The pecking order at first may seem brutal. The established flock is putting in its two cents on the new hierarchical assignments. As long as it is just pecking on the back, I do not intervene. If the pecking order takes on more of a harsher bullying quality, I will then monitor the pecking order assignments for several days till the flock seems to agree on positions.

The initiation process usually recedes in a few days. At most, my flock wrestles with the pecking order decisions for a week. It usually does not take long because the new members generally reside at the bottom of the pecking order. Very rarely do new members challenge established members for a higher position in the flock hierarchy. Even new roosters will often take a subjugated position at the bottom of the pecking order vs challenging the alpha rooster for his position.

Once the flock agrees in the place of the new members, flock harmony reigns once more. For several months there may be a bit of pecking as reminders of position. But for the most part, the hard part is over.

As time goes on, the flock will act more like a single flock rather than two individual flocks. By the 4–6-month mark, the two flocks will work as one. The new members will most likely reside at the bottom of the pecking order for the first year of their lives. After that point, they may try to challenge another member for a higher position, but even this is not usually an issue.

At this point, if you have a rooster in the new flock, they may begin to fight. I have had this go both ways. I have had a new rooster after several months challenge one of the established roosters for their position. I have also had new roosters just sit happily at the bottom of the order. This all depends on the temperament of the new rooster. He may assume the beta position well or he may not. It is during this time that you need a plan for your extra roosters. I typically put my roosters in bachelor pens where they bunk with other roosters. I will link the post here where I detail how bachelor pens work.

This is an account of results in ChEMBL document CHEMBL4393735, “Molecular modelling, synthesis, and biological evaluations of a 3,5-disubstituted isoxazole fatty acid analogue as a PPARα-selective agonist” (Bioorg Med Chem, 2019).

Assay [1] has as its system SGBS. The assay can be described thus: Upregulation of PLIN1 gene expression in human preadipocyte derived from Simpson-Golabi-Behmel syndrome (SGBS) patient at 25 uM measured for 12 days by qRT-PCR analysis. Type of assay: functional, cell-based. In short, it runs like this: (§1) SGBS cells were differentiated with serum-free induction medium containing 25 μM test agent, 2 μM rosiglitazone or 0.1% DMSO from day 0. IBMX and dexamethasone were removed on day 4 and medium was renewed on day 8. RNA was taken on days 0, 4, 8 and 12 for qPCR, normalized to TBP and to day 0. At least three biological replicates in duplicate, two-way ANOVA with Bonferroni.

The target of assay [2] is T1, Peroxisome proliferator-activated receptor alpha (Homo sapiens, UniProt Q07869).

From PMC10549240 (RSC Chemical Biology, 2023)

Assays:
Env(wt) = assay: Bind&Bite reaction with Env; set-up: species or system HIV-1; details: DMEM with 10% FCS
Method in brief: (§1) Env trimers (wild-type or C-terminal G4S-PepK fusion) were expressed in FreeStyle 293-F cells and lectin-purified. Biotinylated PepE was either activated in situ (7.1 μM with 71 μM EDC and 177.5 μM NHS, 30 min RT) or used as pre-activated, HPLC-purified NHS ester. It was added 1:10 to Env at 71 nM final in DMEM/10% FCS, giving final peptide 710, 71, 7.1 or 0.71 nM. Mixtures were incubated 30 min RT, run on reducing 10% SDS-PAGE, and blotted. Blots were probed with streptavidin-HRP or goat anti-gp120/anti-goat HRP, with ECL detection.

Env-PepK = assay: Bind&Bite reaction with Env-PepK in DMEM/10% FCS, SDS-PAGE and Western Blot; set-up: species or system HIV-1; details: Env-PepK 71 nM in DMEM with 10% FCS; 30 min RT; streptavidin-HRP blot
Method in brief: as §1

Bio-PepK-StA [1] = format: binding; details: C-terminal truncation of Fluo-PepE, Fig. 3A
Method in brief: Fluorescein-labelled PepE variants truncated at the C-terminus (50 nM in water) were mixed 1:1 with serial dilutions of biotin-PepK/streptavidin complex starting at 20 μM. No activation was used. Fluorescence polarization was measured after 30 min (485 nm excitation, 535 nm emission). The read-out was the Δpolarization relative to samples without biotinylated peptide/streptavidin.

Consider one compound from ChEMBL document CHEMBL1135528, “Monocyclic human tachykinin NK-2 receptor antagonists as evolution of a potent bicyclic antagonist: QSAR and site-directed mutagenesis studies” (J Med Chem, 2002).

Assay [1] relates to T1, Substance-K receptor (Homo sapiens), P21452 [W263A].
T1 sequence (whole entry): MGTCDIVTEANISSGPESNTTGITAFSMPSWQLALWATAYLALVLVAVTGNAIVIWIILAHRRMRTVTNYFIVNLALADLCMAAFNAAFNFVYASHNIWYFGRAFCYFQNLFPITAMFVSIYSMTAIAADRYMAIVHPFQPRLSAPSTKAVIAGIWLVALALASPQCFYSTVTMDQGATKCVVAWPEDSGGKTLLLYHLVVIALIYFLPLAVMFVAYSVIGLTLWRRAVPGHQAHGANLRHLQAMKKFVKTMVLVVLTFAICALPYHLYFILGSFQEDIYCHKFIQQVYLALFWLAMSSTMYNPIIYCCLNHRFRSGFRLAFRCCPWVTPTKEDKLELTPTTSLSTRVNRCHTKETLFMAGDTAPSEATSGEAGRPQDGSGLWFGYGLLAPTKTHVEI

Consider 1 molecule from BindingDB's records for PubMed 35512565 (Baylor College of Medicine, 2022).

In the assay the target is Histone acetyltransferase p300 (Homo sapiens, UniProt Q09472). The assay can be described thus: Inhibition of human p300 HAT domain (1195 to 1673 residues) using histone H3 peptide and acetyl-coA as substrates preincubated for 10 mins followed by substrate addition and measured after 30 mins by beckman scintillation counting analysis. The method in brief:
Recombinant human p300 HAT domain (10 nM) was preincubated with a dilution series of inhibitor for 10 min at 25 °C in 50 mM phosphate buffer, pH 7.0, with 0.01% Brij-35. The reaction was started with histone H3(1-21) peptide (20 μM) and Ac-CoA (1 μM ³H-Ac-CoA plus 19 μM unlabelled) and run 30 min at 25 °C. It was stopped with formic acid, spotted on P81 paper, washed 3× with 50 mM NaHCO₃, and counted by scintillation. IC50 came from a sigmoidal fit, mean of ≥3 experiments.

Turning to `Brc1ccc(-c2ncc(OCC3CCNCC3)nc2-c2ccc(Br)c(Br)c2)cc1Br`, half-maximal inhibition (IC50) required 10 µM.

Even when roosters compete for the position, the skirmish does not last too long. I have 13 roosters; all are well-behaved and get along fairly well. Once they decide on the social order, they will happily tolerate one another.

I hope this has helped many fellow “spring chicken” backyard chicken enthusiasts merge new chicks into an established flock.

Chickens are very simple creatures; one just needs an understanding of their nature and habits. They ask little but give much in return.

If you still have questions, please feel free to leave me a comment or contact me at kuntryklucker@gmail.com.

I am a published author, multi-disciplinary writer, and blog contributor. If you enjoy this blog, please visit some of my other sites.

Coffee and Coelophysis – A blog about Dinosaurs!

Knowledge of the Spheres – Exploring the Celestial Spheres!

Chicken Math University – Adventures in Homeschooling.

If you enjoyed this post, please peck the subscribe button. As always, thanks for reading! Till next time, keep on crowing.

~ The Kuntry Klucker Crew ~